9. Shake up their water bottle.
Micah played all kinds of sports as a kid.
While shopping for that cool lunch pack, pick out a sweet water bottle to go along with it. Tell them the only way they get a legit water bottle/cantene/etc is if they promise to use it every day. Kids need to drink at least 1 oz. of water per pound of body weight every day. For example, a 55-pound kiddo needs to drink at least 55-65 oz. of water every day just to fight dehydration. Teach them how to measure this out, and reward them if they meet the challenge each week.

10. Make exercise fun.
If I had to run on the treadmill for half an hour each day, every day, I'd hate exercise too. Some kids may hate to run laps in P.E. Some may have a negative perception of exercise, in general, especially if they've heard you or other adults complain about working out. Exercise can include games like playing tag, hide and go seek, jumping on the trampoline, playing at the playground, or games like DDR (Dance Dance Revolution - yes!). Outdoor activities like rollerblading, bicycles (not scooters), hopscotch, and jump rope are still cool; not to mention sports like basketball, tennis, soccer, football, lacrosse, baseball, gymnastics, etc. This isn't rocket science, but we have to encourage our kids to choose what they like and show them to how to prioritize this kind of "play time," before we can expect them to want to do it themselves.

11. Reward them with anti-foods. 
Don't let your love be expressed through food. Rewarding kids with food or treats not only mimics how you reward your dogs (guilty), but it also instills a coping mechanism in kids that makes them go to food for emotional support. Instead, reward them with play time or special you-and-them time, like a trip to the mall, arcade or park. Invest your time instead of your dollars on junk food. As you do this, you can also teach them better ways to cope with stress.

12. Show 'em how it's done.
Be a role model of wellness to them by living your own life in the same manner. I can hear the echo of my parents saying "Do as I say, not as I do," and as an adult now, I can relate, but I still don't think that's a good mantra. Don't let your age be an excuse to not begin a healthy lifestyle yourself. It's not enough to teach your kids wellness; you have to live it to leave a true legacy.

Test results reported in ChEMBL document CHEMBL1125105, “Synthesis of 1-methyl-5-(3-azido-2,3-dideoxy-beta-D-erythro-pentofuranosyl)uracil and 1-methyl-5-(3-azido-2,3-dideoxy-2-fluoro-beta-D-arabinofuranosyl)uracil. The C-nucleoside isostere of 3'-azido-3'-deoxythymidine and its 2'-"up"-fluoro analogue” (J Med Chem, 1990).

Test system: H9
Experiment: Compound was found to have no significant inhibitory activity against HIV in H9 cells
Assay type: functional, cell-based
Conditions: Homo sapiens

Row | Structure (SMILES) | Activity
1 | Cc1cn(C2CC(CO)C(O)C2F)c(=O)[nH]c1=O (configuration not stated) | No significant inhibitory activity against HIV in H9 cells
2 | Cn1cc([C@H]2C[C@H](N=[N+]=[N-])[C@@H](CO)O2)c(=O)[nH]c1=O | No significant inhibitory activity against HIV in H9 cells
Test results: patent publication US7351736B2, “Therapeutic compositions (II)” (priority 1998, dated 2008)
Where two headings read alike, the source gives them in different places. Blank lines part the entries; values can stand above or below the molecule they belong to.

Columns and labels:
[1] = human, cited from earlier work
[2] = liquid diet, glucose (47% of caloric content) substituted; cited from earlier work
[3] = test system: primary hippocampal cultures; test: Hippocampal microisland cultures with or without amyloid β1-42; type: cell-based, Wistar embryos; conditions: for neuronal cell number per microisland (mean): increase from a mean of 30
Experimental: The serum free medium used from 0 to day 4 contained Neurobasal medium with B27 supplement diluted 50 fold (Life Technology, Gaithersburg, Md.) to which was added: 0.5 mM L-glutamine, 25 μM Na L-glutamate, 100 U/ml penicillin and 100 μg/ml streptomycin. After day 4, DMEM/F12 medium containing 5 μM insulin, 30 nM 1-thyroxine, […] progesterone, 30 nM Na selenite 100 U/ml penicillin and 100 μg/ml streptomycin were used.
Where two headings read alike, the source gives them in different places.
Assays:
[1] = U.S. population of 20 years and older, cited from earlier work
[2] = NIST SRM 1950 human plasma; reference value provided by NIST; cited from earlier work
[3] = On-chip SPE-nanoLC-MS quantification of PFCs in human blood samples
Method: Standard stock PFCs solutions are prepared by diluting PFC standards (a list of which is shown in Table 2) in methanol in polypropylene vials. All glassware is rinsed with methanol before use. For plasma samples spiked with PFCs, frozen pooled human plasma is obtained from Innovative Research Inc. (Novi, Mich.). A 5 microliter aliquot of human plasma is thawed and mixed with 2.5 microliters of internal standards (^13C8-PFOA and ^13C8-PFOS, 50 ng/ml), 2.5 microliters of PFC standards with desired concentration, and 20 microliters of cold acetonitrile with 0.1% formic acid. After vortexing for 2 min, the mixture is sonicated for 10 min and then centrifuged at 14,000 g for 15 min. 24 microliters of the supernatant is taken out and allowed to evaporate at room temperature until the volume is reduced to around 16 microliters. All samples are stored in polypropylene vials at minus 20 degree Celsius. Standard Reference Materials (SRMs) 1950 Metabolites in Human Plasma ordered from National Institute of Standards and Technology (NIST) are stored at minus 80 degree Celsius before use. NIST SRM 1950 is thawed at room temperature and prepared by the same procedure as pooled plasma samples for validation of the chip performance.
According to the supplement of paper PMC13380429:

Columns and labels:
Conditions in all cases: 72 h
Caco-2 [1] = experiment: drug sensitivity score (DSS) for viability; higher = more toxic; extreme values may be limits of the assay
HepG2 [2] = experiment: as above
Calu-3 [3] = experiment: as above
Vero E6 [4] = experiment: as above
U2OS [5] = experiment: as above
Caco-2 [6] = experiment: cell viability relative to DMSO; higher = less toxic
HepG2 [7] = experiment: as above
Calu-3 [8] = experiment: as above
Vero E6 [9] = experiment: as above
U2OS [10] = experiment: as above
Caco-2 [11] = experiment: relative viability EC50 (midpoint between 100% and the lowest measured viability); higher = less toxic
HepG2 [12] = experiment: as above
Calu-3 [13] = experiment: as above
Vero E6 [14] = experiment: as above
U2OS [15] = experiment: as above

For a complete guide to wellness for the family, register for 21 Days to a Healthy Home, your guide to creating lifelong habits of nutrition, exercise and positive self-image. 

For more tips and resources, follow me on social media: FacebookTwitterPinterest and Instagram. Also, check out my Services to find out how I can personally help you get fit from the inside out. 

Sunday, October 11, 2015

5 Signs You're Still on a Diet (and Not Living a Healthy Lifestyle)

Diets got you down? It's safe to say I've had my experiences with diets, and I confess I'm still working on abandoning that mentality and embracing intuitive eating. Knowing that it's a progressive journey to let go of the restrictions a diet life entails, I'd like to share some signs that you may not be living life healthy and free as much as you think.

1. You still eat more than you burn.

We've all seen the machines that count the amount of calories you're burning as you go, helping you feel totally accomplished, seeing you burned like 600 calories in 30 minutes! I hate to be the bearer of bad news, but you probably didn't burn that much on the elliptical while reading a magazine .... Everyone is different. You can't trust the amount of calories that machines, gyms or even higher-end boutiques promise you will burn. The only way to truly know how many calories you conquered would be to wear a heart rate monitor set up with your personal information. If you walk around thinking you have an extra 500 calories to eat since you worked out, but you really only burned 300, then you actually may be gaining weight. Now, I'm not an advocate for counting calories or measuring weight, but it's important to be educated on the science behind calories in/calories out. Physiologically, it depends on your goals. If you're looking to gain muscle, then it's not a problem to eat more, and especially if you're eating healthy. But, if your main goal is weight loss, then you might consider investing in a fitness tracker or logging your meals on a mobile app. For help on tracking your macronutrients (or explaining what that even means) read this article

2. You forget about the liquid sugar.

Despite your discipline to show the cold shoulder to frappuccinos and sodas, you may be falling prey to more subtly disguised "healthy" beverages. A wholesome cup of OJ at breakfast has around 110 calories, and a quarter cup of milk adds 20 - 40 calories to each cup of coffee you drink. You can't even pick up a natural "green juice" without consuming a significant number of calories — with the majority of those calories coming from sugar. I prefer to eat my fruit instead of drinking it. It's way more satisfying! As for coffee, it's best to drink it with stevia and some unsweetened almond milk. If you need the cream, opt for a tad of the sugar-free kinds. And we can't forget the most defiant of the liquids to try to slide in without being noticed: alcohol. I've found life is much better without it at all, but if you don't want to give it up, stay hydrated in between drinks and keep your cocktails simple.